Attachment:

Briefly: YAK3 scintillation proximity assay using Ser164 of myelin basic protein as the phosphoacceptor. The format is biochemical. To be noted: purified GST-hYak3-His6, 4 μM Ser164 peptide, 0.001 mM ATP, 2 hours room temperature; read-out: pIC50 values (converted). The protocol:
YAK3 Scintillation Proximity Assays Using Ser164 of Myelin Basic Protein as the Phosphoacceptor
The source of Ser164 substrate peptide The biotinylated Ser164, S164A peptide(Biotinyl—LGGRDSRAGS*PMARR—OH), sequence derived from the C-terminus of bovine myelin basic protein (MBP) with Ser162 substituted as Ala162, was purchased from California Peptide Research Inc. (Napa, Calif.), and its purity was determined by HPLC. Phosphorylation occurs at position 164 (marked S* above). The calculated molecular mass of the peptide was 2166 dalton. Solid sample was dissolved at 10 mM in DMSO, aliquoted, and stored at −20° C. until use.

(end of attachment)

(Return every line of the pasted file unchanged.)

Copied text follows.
Briefly: YAK3 scintillation proximity assay using Ser164 of myelin basic protein as the phosphoacceptor. The format is biochemical. To be noted: purified GST-hYak3-His6, 4 μM Ser164 peptide, 0.001 mM ATP, 2 hours room temperature; read-out: pIC50 values (converted). The protocol:
YAK3 Scintillation Proximity Assays Using Ser164 of Myelin Basic Protein as the Phosphoacceptor
The source of Ser164 substrate peptide The biotinylated Ser164, S164A peptide(Biotinyl—LGGRDSRAGS*PMARR—OH), sequence derived from the C-terminus of bovine myelin basic protein (MBP) with Ser162 substituted as Ala162, was purchased from California Peptide Research Inc. (Napa, Calif.), and its purity was determined by HPLC. Phosphorylation occurs at position 164 (marked S* above). The calculated molecular mass of the peptide was 2166 dalton. Solid sample was dissolved at 10 mM in DMSO, aliquoted, and stored at −20° C. until use.